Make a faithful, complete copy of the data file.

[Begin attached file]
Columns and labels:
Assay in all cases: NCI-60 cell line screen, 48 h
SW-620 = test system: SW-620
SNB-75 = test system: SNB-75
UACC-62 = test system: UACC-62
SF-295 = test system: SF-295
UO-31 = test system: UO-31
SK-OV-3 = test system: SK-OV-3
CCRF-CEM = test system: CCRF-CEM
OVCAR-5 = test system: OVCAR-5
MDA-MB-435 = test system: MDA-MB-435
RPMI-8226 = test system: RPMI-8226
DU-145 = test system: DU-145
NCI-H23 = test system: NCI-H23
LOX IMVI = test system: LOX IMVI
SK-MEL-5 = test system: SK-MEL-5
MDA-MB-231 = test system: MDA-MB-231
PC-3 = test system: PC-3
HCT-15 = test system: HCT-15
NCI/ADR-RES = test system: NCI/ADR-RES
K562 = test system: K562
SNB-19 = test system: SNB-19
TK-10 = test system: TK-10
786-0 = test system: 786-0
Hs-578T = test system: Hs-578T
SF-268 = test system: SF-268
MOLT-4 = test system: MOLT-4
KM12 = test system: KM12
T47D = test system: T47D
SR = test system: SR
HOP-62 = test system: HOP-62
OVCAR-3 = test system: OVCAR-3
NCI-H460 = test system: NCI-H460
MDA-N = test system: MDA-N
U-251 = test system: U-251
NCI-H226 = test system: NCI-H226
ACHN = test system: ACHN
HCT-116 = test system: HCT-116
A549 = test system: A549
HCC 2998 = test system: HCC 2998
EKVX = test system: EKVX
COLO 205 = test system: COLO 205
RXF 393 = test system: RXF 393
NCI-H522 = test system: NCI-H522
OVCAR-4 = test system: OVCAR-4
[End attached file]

Columns and labels:
Assay in all cases: NCI-60 cell line screen, 48 h
SW-620 = test system: SW-620
SNB-75 = test system: SNB-75
UACC-62 = test system: UACC-62
SF-295 = test system: SF-295
UO-31 = test system: UO-31
SK-OV-3 = test system: SK-OV-3
CCRF-CEM = test system: CCRF-CEM
OVCAR-5 = test system: OVCAR-5
MDA-MB-435 = test system: MDA-MB-435
RPMI-8226 = test system: RPMI-8226
DU-145 = test system: DU-145
NCI-H23 = test system: NCI-H23
LOX IMVI = test system: LOX IMVI
SK-MEL-5 = test system: SK-MEL-5
MDA-MB-231 = test system: MDA-MB-231
PC-3 = test system: PC-3
HCT-15 = test system: HCT-15
NCI/ADR-RES = test system: NCI/ADR-RES
K562 = test system: K562
SNB-19 = test system: SNB-19
TK-10 = test system: TK-10
786-0 = test system: 786-0
Hs-578T = test system: Hs-578T
SF-268 = test system: SF-268
MOLT-4 = test system: MOLT-4
KM12 = test system: KM12
T47D = test system: T47D
SR = test system: SR
HOP-62 = test system: HOP-62
OVCAR-3 = test system: OVCAR-3
NCI-H460 = test system: NCI-H460
MDA-N = test system: MDA-N
U-251 = test system: U-251
NCI-H226 = test system: NCI-H226
ACHN = test system: ACHN
HCT-116 = test system: HCT-116
A549 = test system: A549
HCC 2998 = test system: HCC 2998
EKVX = test system: EKVX
COLO 205 = test system: COLO 205
RXF 393 = test system: RXF 393
NCI-H522 = test system: NCI-H522
OVCAR-4 = test system: OVCAR-4